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Interviews

Indigenous issues such as land grabbing, and healthcare, in the US receive little to no media coverage. This is because reporters do not consider these stories important enough. Tristan Ahtone (Kiowa), editor at large at Grist, suggests that hiring Indigenous journalists to work in newsrooms is the easiest way to address this problem. If that's not feasible, news organizations can collaborate with Indigenous reporters at other outlets. There are various ways to ensure that journalism is safeguarded and that the best possible work is produced.
Producer : Dev Kumar Sunuwar (Sunuwar)

Radio Producer Mathias Kowaya Tooko talks about food security in Tanzania for the Maasai people in this Maa language production.
Voice: Mathias Kowaya (Maasai)
Interviewees:
Fransis Shomet Naingisa
Nooseuri Lupa
Loltudula Rakatia
Lazaro Ndirima
Music: "Endomononi" by Nongishu Naisiri Seki, used with permission.

With colonization and migration comes intercultural exchanges. Religions are often brought from one area to another, and with this, new traditions and ways of worship. Radio producer Mathias Kowayu Tooko explores the impact of Christianity on his people.
Voice: Mathias Kowaya (Maasai)
Interviewees:
Parkipuny Kilel
Noorkireu Kurtut
Maruna Potot
Ngojie Masheren
Rikoni Mboro
Music: "Osidai" by Nalepo Shengena Kilel ,used with permission.

In Tanzania, the Indigenous Maasai people have been facing displacement for a long time.
The most recent incident of land loss involves large numbers of Maasai peoples being forced to leave their ancestral homes to make way for a game reserve. The adverse effects of losing land will be felt for a long time. In this radio program, we uncover some reasons why Indigenous Peoples worldwide face extreme poverty.
Produced by Shaldon Ferris (Khoisan)
Interviewee: Edson Krenak (Krenak)
Music: 'Whispers' by Ziibiwan, used with permission

Globally, Indigenous Peoples are at the forefront of environmental and land defense. In 2021 alone, about 40 percent of murdered environmental defenders were from Indigenous communities, making up a disproportionately high percentage of environmental injustices. Cultural Survival interviewed Michel Forst, the first person to hold the mandate of the UN Special Rapporteur on Environmental Defenders, the first international mechanism in the world dedicated to protecting environmental defenders.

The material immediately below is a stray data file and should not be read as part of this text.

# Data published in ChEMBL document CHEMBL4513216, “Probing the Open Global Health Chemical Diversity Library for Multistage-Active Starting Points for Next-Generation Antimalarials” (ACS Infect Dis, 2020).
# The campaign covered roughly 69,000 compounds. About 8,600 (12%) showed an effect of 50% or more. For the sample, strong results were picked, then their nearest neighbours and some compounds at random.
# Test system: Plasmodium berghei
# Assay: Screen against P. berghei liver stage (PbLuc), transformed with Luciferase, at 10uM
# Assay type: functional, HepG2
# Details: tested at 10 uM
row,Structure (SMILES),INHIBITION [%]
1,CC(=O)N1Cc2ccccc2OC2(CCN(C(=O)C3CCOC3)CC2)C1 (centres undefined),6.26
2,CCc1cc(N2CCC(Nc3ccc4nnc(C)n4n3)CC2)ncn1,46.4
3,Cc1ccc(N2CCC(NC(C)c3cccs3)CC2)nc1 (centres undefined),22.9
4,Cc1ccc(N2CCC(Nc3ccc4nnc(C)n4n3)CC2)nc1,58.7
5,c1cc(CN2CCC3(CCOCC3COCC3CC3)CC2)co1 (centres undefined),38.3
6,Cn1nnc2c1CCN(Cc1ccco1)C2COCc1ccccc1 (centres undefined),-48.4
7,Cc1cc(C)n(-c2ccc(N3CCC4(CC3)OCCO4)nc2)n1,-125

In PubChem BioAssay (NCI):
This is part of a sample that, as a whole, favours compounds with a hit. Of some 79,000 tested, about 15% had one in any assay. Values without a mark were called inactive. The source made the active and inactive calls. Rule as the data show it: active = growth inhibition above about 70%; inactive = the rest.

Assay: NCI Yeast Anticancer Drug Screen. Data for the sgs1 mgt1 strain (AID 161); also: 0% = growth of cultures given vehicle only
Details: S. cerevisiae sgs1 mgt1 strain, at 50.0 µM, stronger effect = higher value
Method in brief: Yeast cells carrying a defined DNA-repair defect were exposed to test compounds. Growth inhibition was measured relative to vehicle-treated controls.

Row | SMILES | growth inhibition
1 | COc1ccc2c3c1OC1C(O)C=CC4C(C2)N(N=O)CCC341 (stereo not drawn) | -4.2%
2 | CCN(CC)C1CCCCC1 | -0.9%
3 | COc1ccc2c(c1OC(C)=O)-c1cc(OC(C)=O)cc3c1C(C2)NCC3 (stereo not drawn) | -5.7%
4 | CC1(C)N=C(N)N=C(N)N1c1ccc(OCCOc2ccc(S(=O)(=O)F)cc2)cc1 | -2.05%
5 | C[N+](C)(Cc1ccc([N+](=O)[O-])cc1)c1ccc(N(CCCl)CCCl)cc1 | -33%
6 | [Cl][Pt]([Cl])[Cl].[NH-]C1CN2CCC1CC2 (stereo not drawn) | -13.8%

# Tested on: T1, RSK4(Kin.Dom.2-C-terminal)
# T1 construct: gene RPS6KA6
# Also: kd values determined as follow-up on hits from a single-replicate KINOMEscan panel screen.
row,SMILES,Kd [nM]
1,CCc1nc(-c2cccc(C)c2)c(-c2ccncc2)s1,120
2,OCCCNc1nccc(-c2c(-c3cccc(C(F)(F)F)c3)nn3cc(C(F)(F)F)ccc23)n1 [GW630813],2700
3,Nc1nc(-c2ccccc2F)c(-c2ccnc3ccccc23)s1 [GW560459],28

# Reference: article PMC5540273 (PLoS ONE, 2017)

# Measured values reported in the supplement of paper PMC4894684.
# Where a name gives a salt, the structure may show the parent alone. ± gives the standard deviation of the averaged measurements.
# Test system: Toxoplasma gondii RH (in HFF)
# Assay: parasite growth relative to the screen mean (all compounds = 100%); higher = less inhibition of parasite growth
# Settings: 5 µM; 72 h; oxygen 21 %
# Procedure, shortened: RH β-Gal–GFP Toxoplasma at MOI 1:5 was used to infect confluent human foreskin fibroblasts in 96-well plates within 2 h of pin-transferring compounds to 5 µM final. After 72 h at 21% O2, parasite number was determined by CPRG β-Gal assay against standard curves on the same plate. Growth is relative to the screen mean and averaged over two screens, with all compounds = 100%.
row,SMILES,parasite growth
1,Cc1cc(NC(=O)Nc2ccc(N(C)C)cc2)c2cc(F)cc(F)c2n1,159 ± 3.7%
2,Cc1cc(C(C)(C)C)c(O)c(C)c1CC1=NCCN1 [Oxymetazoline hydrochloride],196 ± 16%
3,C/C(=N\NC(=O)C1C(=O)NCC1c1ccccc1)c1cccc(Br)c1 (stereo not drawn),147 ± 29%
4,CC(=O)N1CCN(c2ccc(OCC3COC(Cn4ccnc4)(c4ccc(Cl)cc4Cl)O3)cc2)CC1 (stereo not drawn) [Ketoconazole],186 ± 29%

On July 14, 1923, the Hereditary Chief of the Haudenosaunee Confederacy, Deskaheh Levi General (Cayuga), traveled to Geneva, Switzerland, to speak before the League of Nations. He sought to obtain international recognition of the Haudenosaunee Confederacy (historically known as the Six Nations of the Iroquois Confederacy, composed of the Mohawk, Oneida, Onondaga, Cayuga, Seneca, and Tuscarora Nations) as a sovereign Indigenous Nation governed by a hereditary council of chiefs.

In this Afrikaans language radio program, Catherine Wiese from Valley FM in Worcester, South Africa interviews Piet Berends (San) on a walk undertaken to get in touch with nature, and to celebrate the life of plants and animals.
Produced by Valley FM.

Young girls on the shore of Lake Victoria are taken advantage of by men who conduct business in the area.
The Amazon Theatrix ensemble is a group of young people from the Luo community in Kisumu, Kenya, who use Theatre to empower young girls.
We spoke to Jones Arodi Okoth.
Produced by Shaldon Ferris (Khoisan)
Interviewee:
Jones Arodi Okoth (Luo)
"Anania2, by TheBaba Project used with permission.
"Burn your village to the ground", by The Halluci Nation, used with permission.

During our recent visit to Kenya, Cultural Survival stopped in Kajiado County to speak to 
Noah Solonka Tompo(Maasai) from Transforming Pastoralist Women Initiative in Kajiado County, Kenya Maasai.
This organization also provides counseling services to Indigenous Youth who are addicted to drugs.
Produced by Shaldon Ferris (Khoisan)
Noah Solonka Tompo(Maasai)
Interviewee
"Anania2" by The Baba Project, used with permission.
"Burn your village to the ground", by The Halluci Nation, used with permission

Indigenous peoples in Itogon, Benguet province, in the Cordillera region of the Philippines, have been struggling against large-scale corporate mining that endangers their ancestral lands, resources, and ways of life for more than a century. Even today, they continue to wait for social justice. The Benguet Corporation, earlier known as Benguet Consolidated Inc— one of the oldest top-producing gold mining companies founded in 1903 initiated the first underground gold mining operations in Antamok in 1907. The corporation expanded its operation to Acupan and Balatok in 1927.

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